2012: A Retrospective

It’s been a while since I last wrote a year in review for myself but looking back, 2012 was a year with a lot of changes both personally and professionally. Although for the purpose of this blog, I’d probably focus mostly on the more professional aspects of my life – don’t want to bore people to tears after all. Just for kicks, I thought I’d write my 2012 year in review in the form of a scrum retrospective πŸ˜€

Year in Summary

  • Leaving Points International
    Probably one of the biggest changes in my life was leaving Points International. It came even a bit as a surprise to me. After all, it was a job I was very proud of. I was working with some really amazing people. I was working for a few people I admired, made a few people I consider good friends and hang out with every chance I got and also got to work with a friend I consider like a brother as well. I often times describe Points as the company that could – it was a company of approximately 100 people generating about $165M of revenue. It was a company that had the heart to change when necessary and was doing their best to push the envelope. I was also leaving at a time where the company was going through a lot of very positive technology changes.
  • Joining WordJack Media
    So why did I leave Points? I had an opportunity to help a couple of people I admired and considered good friends to start a company. In many ways, this is a start up that makes sense to me – it’s a company that has the ability to generate significant revenue very early in the stage of it’s lifetime. Although it’s a service driven company, it has ambitions to be more. I’ve never had the opportunity to be involved with a company at such an early stage of the Β company and it’s really exciting to be the key driver from a technology perspective.
  • Getting down and dirty with code again
    One of the nice things about working with a company the size of WordJack is that the portfolio is smaller and I can afford to get down and dirty with code again. Not only because there are more opportunities to do so, in so many ways there are demands to do so. It’s the one thing I really missed doing in my last few roles and it’s something that I derive tremendous pleasure from… when my code works πŸ˜€ I’ve gathered a small group of friends to help me keep motivated and focused. We even got to the point where we were able to push the first version of our code outside of our own desktops to a space on the internet somewhere… and no, it’s no where ready for public consumption yet πŸ˜€

Start Doing

  • Get back into the community more
    One of the things that I stopped doing for a couple of years now is that I stopped being part of the online community more. I used to participate a lot more in conversations with people that I have never met. I found that it was a good way to meet new people, learn new things and often times broadening my view on the world around me. Today there are even more communities that I want to engage in – chief among them are Quora, Google Communities and LinkedIn Groups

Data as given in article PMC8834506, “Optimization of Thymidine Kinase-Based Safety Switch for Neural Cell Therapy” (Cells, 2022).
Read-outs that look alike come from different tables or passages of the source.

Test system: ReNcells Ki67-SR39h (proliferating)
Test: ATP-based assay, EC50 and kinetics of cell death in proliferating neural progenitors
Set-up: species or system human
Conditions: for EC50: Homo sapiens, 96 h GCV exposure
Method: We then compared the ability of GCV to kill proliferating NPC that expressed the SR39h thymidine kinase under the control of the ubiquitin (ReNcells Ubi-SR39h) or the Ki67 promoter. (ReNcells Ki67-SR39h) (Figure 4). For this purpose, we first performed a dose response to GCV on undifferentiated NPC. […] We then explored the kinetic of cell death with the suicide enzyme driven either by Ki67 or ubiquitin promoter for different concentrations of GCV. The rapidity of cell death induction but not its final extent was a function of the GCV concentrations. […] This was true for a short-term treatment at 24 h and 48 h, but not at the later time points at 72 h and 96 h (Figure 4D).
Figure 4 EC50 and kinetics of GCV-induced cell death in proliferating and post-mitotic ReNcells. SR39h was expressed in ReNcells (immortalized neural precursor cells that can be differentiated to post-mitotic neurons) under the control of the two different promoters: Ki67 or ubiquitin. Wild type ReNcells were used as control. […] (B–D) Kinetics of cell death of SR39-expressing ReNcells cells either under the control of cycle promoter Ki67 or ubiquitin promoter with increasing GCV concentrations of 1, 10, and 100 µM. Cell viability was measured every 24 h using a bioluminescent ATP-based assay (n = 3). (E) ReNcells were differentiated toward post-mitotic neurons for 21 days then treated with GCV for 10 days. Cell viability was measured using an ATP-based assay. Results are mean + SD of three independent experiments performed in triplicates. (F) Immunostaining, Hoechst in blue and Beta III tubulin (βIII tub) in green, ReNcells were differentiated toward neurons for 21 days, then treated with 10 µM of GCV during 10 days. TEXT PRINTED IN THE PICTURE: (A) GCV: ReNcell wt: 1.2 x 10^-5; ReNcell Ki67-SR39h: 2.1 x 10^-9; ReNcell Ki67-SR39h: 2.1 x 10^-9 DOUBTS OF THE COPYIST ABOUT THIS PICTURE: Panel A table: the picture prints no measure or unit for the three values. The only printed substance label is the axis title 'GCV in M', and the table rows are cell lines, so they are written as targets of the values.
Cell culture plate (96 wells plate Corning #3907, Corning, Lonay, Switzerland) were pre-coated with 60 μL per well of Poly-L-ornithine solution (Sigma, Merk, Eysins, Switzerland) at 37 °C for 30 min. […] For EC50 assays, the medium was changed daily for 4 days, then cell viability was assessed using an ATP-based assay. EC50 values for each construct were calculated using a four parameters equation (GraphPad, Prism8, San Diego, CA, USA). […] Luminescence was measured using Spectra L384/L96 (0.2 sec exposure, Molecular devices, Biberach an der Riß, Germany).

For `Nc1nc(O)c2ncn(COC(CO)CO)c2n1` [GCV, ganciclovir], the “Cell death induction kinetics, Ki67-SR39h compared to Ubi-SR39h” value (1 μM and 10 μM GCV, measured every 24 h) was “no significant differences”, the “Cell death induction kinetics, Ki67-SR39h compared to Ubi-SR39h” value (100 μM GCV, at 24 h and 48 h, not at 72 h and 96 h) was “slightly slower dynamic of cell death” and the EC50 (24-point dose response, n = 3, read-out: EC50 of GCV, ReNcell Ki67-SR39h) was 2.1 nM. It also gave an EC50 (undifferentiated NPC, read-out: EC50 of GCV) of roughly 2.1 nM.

• Be a better friend
    I have often used my work as the reason why I stopped going out to see people. I tend to be very engrossed at my job and I am not as good a friend as I can be. There are many people that I feel like I should keep in touch with but probably don’t do as good a job as I’d like
  • Giving back to the community
    I have been given an amazing opportunity to learn many new things in my journey with WordJack. While my code will likely never be good enough to share publicly, I definitely would love to be able to share more of my experiences about helping build a company especially from a technology perspective.

Keep Doing

  • Write more code
    One of the things I’ve done about writing more code is to partner with a few friends to dedicate some time to code. In order to give us some focus, we’ve chosen to work on a project that we can put to public use over time. It makes the coding more meaningful and gives us a target to hit. I definitely benefit greatly from this professionally and it’s something that I’d like to keep doing.

Stop Doing

  • Stop focusing on my mistakes
    I read this article a while ago about the importance of self compassion. At the core of it, here’s what the article highlights – “Self-compassion is a willingness to look at your own mistakes and shortcomings with kindness and understanding – it’s embracing the fact that to err is indeed human.” Like most perfectionists, I tend to be really hard on myself to the point where it becomes a hindrance instead of a help. I think the core thing for me is to focus more on change moving.

So here’s the start to a new year to one and all πŸ˜€